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US Navy to arm its destroyers with HELIOS Laser Weapons by 2021


Recently, the U.S. Navy has shown an increased interest for the development of Laser Weapon Systems and now intends to mount such systems aboard guided-missile destroyers. The U.S. Navy has indeed awarded Lockheed Martin a $US 150 million contract in January for the procurement of two High Energy Laser with Integrated Optical-dazzler and Surveillance (HELIOS) systems.


US Navy to arm its destroyers with HELIOS Laser Weapons by 2021 An artist rendering of the HELIOS system (Picture Source : Lockheed Martin)


The U.S. Navy plans to mount laser weapons aboard warships by 2021. Such High Energy Laser with Integrated Optical-dazzler and Surveillance (HELIOS) systems are defensive weapons designed to either burn small boats or shoot down unmanned aerial drones. The HELIOS system ordered by the U.S. Navy is scheduled to be mounted aboard guided missile destroyers of the Pacific Fleet within two years.

Recently, the U.S. Navy has shown an increased interest for the development of Laser Weapon Systems and now intends to mount such systems aboard guided missile destroyers. The Navy has indeed awarded Lockheed Martin a $US 150 million contract in January for the procurement of two High Energy Laser with Integrated Optical-dazzler and Surveillance (HELIOS) systems. As for the other one, it is expected to be installed on a Arleigh Burke-class guided missile destroyer.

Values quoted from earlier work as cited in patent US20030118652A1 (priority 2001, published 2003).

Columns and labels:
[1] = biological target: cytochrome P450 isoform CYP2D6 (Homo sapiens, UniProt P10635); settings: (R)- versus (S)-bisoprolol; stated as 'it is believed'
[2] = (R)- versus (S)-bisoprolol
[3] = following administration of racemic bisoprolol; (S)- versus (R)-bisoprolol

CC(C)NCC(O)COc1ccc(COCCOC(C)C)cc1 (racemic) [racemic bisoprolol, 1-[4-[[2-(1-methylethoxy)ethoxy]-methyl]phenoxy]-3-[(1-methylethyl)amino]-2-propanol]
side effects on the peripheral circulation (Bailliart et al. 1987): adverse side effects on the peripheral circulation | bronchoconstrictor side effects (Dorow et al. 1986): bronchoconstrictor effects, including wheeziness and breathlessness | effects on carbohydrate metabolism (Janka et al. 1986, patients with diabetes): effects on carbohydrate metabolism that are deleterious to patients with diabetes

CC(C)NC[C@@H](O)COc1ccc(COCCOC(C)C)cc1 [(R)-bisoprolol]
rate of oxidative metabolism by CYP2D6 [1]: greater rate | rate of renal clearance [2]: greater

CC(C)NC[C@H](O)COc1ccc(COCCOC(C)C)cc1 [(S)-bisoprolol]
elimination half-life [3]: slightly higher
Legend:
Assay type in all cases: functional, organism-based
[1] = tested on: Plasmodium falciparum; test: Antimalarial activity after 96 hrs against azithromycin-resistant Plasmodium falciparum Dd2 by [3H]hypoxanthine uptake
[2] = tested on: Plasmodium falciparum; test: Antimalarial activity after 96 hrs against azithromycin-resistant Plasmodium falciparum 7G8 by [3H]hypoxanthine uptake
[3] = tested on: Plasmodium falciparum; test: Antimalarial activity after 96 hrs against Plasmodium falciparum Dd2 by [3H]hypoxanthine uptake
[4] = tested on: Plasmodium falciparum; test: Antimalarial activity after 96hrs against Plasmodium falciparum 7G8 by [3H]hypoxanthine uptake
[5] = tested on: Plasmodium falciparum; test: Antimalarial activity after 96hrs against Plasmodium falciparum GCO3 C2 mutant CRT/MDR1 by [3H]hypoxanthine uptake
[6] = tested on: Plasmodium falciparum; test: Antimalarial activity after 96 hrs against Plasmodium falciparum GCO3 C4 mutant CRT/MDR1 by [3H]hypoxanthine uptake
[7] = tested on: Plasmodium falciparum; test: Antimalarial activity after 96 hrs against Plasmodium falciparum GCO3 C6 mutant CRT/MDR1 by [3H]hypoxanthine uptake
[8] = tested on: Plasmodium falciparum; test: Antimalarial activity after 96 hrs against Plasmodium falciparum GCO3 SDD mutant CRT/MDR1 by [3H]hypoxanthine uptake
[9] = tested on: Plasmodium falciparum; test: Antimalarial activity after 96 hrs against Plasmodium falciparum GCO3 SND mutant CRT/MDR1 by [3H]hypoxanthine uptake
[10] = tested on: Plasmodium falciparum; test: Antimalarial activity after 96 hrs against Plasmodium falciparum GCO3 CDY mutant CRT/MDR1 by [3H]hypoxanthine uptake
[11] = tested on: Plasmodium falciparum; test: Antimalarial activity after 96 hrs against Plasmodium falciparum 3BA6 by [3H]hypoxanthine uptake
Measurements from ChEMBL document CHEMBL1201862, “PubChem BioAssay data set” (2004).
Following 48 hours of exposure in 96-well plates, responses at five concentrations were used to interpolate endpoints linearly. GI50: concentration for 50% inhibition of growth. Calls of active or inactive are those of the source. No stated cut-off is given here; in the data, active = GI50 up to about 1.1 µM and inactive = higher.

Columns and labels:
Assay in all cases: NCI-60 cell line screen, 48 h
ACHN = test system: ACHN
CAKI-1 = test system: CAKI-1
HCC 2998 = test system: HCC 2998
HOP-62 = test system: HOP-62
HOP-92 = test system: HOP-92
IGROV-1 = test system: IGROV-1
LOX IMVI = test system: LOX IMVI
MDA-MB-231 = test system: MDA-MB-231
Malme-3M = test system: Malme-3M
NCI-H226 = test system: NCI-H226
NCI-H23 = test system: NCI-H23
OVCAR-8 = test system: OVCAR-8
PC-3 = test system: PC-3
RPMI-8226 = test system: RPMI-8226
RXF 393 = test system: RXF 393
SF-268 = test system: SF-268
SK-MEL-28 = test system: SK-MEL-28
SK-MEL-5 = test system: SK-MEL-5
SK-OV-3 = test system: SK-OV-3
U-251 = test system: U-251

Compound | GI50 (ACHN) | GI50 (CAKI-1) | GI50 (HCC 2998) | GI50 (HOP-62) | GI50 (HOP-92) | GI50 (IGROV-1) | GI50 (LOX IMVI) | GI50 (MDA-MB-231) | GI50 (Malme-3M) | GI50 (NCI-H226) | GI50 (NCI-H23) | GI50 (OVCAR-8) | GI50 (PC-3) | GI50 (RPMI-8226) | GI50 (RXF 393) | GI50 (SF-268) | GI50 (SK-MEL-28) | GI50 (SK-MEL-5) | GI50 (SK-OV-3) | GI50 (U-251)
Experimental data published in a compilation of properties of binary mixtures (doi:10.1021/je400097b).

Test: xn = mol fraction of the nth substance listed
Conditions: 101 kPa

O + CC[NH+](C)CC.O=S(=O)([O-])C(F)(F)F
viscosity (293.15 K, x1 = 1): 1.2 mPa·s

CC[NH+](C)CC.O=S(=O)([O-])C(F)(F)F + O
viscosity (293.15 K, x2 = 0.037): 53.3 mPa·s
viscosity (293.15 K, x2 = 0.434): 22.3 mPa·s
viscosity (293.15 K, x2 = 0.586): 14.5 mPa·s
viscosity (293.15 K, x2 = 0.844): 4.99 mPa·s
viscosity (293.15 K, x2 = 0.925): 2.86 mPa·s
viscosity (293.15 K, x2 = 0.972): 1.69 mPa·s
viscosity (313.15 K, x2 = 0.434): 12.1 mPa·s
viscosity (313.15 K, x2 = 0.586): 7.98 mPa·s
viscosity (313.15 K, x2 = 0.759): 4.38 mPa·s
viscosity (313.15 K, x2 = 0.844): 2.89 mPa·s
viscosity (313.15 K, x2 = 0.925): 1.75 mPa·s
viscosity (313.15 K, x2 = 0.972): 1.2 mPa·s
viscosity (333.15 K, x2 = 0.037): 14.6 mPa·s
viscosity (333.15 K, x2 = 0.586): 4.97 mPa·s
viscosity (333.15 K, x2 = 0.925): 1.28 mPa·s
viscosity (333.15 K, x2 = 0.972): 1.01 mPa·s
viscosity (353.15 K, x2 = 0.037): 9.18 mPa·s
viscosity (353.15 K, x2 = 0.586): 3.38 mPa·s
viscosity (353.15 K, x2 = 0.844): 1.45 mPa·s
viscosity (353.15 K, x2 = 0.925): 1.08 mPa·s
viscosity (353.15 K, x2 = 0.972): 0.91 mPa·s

HELIOS is a 60-kilowatt laser system, meaning it has twice the power of the AN/SEQ-3 Laser Weapon System, or LaWS installed on the USS Ponce in 2014. HELIOS is billed as a weapon that can burn small speed boats of the type Iran deploys in armed swarms, and can torch unmanned aerial vehicles out of the sky. HELIOS has a long-range intelligence, surveillance, and reconnaissance capability.

Many weapons already deployed on U.S. Navy warships, including the Phalanx close-in weapon system (CIWS) and the Rolling Airframe Missile (RAM), have a similar capability against small boats and drones as HELIOS, while HELIOS is also capable of taking on larger, faster aircraft and missiles. Where a laser weapon like HELIOS shines, literally, is its ability to fire a theoretically unlimited number of shots using the destroyer’s onboard electrical generation systems. Phalanx, on the other hand, is limited to 20 to 30 seconds of continuous firing, while RAM is limited to 21 missiles aboard the Mk. 49 Guided Missile Launching System.